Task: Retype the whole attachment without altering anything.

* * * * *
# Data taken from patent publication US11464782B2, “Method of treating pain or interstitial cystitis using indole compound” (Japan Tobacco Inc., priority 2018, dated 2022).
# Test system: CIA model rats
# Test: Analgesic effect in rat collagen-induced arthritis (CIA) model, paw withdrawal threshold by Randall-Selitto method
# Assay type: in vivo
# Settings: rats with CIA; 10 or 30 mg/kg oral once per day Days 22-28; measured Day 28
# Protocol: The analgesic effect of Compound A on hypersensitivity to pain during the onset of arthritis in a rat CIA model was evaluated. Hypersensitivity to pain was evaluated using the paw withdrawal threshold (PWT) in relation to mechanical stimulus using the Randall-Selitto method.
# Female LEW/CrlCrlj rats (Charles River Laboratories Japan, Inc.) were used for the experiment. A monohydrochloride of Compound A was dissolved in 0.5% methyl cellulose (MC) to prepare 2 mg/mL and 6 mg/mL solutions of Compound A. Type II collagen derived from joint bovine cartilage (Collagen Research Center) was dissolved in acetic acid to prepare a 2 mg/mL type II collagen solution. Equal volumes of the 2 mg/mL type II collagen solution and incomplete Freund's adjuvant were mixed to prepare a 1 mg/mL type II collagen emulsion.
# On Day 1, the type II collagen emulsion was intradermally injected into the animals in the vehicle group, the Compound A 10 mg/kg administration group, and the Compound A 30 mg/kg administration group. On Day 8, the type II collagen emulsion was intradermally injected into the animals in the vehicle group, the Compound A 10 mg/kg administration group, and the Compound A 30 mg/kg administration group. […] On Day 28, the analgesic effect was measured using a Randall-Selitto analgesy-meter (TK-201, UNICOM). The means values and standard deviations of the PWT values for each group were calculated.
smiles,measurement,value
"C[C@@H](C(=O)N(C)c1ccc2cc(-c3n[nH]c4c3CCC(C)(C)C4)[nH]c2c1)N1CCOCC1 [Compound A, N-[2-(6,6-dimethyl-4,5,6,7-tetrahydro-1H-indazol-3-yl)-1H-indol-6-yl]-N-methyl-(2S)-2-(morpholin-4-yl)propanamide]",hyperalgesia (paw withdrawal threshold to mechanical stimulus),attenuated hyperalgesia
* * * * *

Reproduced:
# Data taken from patent publication US11464782B2, “Method of treating pain or interstitial cystitis using indole compound” (Japan Tobacco Inc., priority 2018, dated 2022).
# Test system: CIA model rats
# Test: Analgesic effect in rat collagen-induced arthritis (CIA) model, paw withdrawal threshold by Randall-Selitto method
# Assay type: in vivo
# Settings: rats with CIA; 10 or 30 mg/kg oral once per day Days 22-28; measured Day 28
# Protocol: The analgesic effect of Compound A on hypersensitivity to pain during the onset of arthritis in a rat CIA model was evaluated. Hypersensitivity to pain was evaluated using the paw withdrawal threshold (PWT) in relation to mechanical stimulus using the Randall-Selitto method.
# Female LEW/CrlCrlj rats (Charles River Laboratories Japan, Inc.) were used for the experiment. A monohydrochloride of Compound A was dissolved in 0.5% methyl cellulose (MC) to prepare 2 mg/mL and 6 mg/mL solutions of Compound A. Type II collagen derived from joint bovine cartilage (Collagen Research Center) was dissolved in acetic acid to prepare a 2 mg/mL type II collagen solution. Equal volumes of the 2 mg/mL type II collagen solution and incomplete Freund's adjuvant were mixed to prepare a 1 mg/mL type II collagen emulsion.
# On Day 1, the type II collagen emulsion was intradermally injected into the animals in the vehicle group, the Compound A 10 mg/kg administration group, and the Compound A 30 mg/kg administration group. On Day 8, the type II collagen emulsion was intradermally injected into the animals in the vehicle group, the Compound A 10 mg/kg administration group, and the Compound A 30 mg/kg administration group. […] On Day 28, the analgesic effect was measured using a Randall-Selitto analgesy-meter (TK-201, UNICOM). The means values and standard deviations of the PWT values for each group were calculated.
smiles,measurement,value
"C[C@@H](C(=O)N(C)c1ccc2cc(-c3n[nH]c4c3CCC(C)(C)C4)[nH]c2c1)N1CCOCC1 [Compound A, N-[2-(6,6-dimethyl-4,5,6,7-tetrahydro-1H-indazol-3-yl)-1H-indol-6-yl]-N-methyl-(2S)-2-(morpholin-4-yl)propanamide]",hyperalgesia (paw withdrawal threshold to mechanical stimulus),attenuated hyperalgesia